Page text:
The Raven Paradox Is a Confusing Philosophical Conundrum

If you're trying to prove that all ravens are black, a black raven can obviously help your cause. The thing is, so can a green apple. Why?

The Raven Paradox

In all your life, have you ever seen a raven that wasn't black? That probably leads you to conclude that all ravens are black. Of course, it's impossible to see every raven that ever existed and ever will exist, but from the evidence you have on hand, it's pretty fair for you to make the statement, "All ravens are black." Put into a logical form, the argument looks like this:

  • Proposition 1: All ravens are black.
  • Evidence 1: This raven is black.

In the same way, scientists will make identical observations about a phenomenon — for example, when you drop a pencil it falls to the ground — and, with enough observations, make the conclusion that the phenomenon follows a natural law.

But according to logic, the statement "All ravens are black" has the equivalent form "All non-black things are non-ravens" — or in regular English, "Everything that isn't black isn't a raven." The same way that every black raven you see supports your first conclusion, every non-black non-raven you see (A green apple! A school bus! A Smurf!) supports it, too. This builds upon our argument like this:

  • Proposition 1: All ravens are black.
  • Proposition 2: All non-black things are non-ravens.
  • Evidence 1: This raven is black.
  • Evidence 2: This green apple is not a raven.

But doesn't it seem silly that literally any non-black thing you see could support your statement that all ravens are black?

This is the raven paradox, first introduced by the logician Carl Gustav Hempel in the 1940s. It's a seeming philosophical paradox that looks at how conclusions can be confirmed by positive instances. Why does a green apple support the statement "All ravens are black," when it has so little to do with ravens?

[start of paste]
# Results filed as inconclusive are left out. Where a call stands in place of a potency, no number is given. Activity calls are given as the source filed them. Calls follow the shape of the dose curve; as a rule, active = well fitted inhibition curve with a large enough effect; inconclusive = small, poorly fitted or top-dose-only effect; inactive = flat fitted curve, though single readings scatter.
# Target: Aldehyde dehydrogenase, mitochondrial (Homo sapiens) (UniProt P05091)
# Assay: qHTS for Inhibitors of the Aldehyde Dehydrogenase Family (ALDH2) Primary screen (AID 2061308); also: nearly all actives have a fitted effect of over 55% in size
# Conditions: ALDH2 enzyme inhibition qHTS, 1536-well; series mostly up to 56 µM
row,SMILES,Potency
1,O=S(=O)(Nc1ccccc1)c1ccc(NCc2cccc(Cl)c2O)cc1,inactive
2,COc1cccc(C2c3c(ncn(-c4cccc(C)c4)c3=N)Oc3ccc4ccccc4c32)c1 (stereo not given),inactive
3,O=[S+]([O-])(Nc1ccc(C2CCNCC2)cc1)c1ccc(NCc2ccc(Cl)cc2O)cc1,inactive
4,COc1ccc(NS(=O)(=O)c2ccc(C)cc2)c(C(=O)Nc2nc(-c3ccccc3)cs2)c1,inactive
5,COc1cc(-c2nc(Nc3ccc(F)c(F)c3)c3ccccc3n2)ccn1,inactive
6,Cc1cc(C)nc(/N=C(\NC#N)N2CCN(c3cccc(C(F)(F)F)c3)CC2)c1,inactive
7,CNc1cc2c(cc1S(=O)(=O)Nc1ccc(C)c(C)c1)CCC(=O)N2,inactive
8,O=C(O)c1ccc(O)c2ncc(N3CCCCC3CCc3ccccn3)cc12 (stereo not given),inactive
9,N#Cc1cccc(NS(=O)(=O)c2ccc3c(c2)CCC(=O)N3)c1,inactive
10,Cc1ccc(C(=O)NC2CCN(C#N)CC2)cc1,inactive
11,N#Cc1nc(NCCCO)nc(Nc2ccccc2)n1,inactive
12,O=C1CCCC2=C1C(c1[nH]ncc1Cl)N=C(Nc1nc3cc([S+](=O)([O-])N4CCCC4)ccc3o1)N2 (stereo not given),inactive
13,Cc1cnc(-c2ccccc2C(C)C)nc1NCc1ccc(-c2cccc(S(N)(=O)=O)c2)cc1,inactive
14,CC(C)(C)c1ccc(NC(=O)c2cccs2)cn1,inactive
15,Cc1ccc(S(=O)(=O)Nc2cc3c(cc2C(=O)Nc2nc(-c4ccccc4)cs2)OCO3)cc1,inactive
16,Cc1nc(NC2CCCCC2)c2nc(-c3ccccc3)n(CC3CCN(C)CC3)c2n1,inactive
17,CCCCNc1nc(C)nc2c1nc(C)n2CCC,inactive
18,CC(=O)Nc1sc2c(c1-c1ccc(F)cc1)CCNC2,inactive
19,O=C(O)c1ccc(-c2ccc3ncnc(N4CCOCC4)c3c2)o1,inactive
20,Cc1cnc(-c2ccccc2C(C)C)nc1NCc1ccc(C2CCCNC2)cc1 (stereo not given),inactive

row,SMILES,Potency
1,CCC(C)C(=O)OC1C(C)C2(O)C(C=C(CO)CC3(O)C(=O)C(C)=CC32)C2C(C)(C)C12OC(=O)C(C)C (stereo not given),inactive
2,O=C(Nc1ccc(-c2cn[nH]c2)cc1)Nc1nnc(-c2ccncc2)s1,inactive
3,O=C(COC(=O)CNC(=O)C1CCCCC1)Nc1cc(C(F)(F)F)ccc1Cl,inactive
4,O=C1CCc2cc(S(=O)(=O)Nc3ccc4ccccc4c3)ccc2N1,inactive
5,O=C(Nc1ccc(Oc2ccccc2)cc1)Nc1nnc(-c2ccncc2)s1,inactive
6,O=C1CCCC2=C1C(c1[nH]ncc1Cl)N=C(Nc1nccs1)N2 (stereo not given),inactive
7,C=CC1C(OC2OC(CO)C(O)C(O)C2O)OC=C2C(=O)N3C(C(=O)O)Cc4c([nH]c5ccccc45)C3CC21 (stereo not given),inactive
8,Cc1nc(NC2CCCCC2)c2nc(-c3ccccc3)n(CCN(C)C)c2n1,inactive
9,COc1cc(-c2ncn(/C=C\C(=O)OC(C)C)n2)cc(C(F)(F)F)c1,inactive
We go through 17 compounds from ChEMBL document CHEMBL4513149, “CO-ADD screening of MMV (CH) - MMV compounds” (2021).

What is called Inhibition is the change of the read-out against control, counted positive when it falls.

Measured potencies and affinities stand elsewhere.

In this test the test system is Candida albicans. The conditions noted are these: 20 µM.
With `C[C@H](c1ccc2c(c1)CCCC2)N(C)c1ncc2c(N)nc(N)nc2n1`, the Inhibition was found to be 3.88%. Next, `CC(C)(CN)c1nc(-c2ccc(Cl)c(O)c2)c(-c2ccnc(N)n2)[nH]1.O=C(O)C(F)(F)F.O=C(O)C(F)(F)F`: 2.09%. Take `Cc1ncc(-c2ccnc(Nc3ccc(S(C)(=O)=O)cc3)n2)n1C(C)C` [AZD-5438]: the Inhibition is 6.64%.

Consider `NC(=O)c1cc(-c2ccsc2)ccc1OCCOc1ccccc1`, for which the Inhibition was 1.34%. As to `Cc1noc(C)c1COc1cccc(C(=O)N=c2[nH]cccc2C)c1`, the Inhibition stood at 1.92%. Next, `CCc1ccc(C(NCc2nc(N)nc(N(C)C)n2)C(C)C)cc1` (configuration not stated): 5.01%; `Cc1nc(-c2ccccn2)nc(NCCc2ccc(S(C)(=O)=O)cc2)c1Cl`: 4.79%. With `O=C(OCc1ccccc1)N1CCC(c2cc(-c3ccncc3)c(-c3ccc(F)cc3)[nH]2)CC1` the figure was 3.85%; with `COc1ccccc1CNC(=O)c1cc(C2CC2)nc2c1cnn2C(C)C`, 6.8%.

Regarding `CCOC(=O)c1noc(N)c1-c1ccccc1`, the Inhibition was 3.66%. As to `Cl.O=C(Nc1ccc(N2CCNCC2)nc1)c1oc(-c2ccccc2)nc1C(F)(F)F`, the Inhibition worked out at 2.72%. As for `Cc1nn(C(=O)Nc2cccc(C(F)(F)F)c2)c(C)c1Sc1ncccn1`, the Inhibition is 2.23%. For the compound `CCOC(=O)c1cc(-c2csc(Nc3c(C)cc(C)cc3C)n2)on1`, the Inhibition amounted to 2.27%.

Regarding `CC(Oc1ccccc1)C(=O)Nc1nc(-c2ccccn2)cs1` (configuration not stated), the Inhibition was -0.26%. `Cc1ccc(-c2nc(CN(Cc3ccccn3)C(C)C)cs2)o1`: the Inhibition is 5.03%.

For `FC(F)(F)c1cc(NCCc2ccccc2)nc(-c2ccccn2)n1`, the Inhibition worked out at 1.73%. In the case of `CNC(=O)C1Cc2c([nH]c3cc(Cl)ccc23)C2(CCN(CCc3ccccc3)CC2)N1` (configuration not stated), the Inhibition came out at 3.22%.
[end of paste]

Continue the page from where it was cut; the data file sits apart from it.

Is This Really a Paradox?

If so, it's a big deal. Though the raven example is almost absurdly simple, the paradox itself highlights a potential issue with the scientific method. Does every piece of evidence — even a piece of evidence unrelated to your topic (e.g. ravens) — really support your hypothesis, just because it doesn't contradict it? Is the scientific method taking us into fallacious territory?

Ravens have little bearing on our daily life, and their color even less, but a glitch in the scientific method would, indeed, be a big deal. The scientific method is used to test much higher-stakes hypotheses, like, you know, "This drug cures cancer" and "global temperatures are rising."

Ultimately, though, many (including Hempel himself) argue the raven paradox isn't so paradoxical. Though it doesn't jibe with our intuition that a green apple would have a bearing on raven's hue, that's a problem with our intuition. A green apple does provide an almost imperceptible grain of support for the "All ravens are black" hypothesis. A black raven just provides ... a lot more.

The Paradox of the Ravens

Can you follow what Hempel is saying?

Written by Curiosity Staff May 14, 2018

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